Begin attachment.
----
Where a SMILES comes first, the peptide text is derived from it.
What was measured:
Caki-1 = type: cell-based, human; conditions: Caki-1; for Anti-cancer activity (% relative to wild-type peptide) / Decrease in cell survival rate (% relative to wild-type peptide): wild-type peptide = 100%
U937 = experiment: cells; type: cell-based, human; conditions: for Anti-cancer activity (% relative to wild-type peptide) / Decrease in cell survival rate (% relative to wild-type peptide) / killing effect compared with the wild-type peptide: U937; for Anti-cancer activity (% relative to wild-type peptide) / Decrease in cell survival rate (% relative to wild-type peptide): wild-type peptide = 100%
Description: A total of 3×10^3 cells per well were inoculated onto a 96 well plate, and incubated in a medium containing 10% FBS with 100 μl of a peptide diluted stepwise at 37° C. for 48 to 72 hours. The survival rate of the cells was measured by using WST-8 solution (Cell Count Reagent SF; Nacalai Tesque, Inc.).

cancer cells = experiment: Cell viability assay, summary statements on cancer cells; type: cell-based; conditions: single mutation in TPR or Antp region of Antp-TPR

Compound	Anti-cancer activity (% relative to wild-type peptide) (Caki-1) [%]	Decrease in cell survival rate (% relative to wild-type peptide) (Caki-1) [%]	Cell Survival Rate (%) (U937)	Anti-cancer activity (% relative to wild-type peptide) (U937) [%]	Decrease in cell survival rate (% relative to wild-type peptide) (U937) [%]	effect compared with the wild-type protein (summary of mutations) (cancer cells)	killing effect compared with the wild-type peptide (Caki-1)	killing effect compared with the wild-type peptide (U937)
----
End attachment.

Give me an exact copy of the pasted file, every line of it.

Where a SMILES comes first, the peptide text is derived from it.
What was measured:
Caki-1 = type: cell-based, human; conditions: Caki-1; for Anti-cancer activity (% relative to wild-type peptide) / Decrease in cell survival rate (% relative to wild-type peptide): wild-type peptide = 100%
U937 = experiment: cells; type: cell-based, human; conditions: for Anti-cancer activity (% relative to wild-type peptide) / Decrease in cell survival rate (% relative to wild-type peptide) / killing effect compared with the wild-type peptide: U937; for Anti-cancer activity (% relative to wild-type peptide) / Decrease in cell survival rate (% relative to wild-type peptide): wild-type peptide = 100%
Description: A total of 3×10^3 cells per well were inoculated onto a 96 well plate, and incubated in a medium containing 10% FBS with 100 μl of a peptide diluted stepwise at 37° C. for 48 to 72 hours. The survival rate of the cells was measured by using WST-8 solution (Cell Count Reagent SF; Nacalai Tesque, Inc.).

cancer cells = experiment: Cell viability assay, summary statements on cancer cells; type: cell-based; conditions: single mutation in TPR or Antp region of Antp-TPR

Compound	Anti-cancer activity (% relative to wild-type peptide) (Caki-1) [%]	Decrease in cell survival rate (% relative to wild-type peptide) (Caki-1) [%]	Cell Survival Rate (%) (U937)	Anti-cancer activity (% relative to wild-type peptide) (U937) [%]	Decrease in cell survival rate (% relative to wild-type peptide) (U937) [%]	effect compared with the wild-type protein (summary of mutations) (cancer cells)	killing effect compared with the wild-type peptide (Caki-1)	killing effect compared with the wild-type peptide (U937)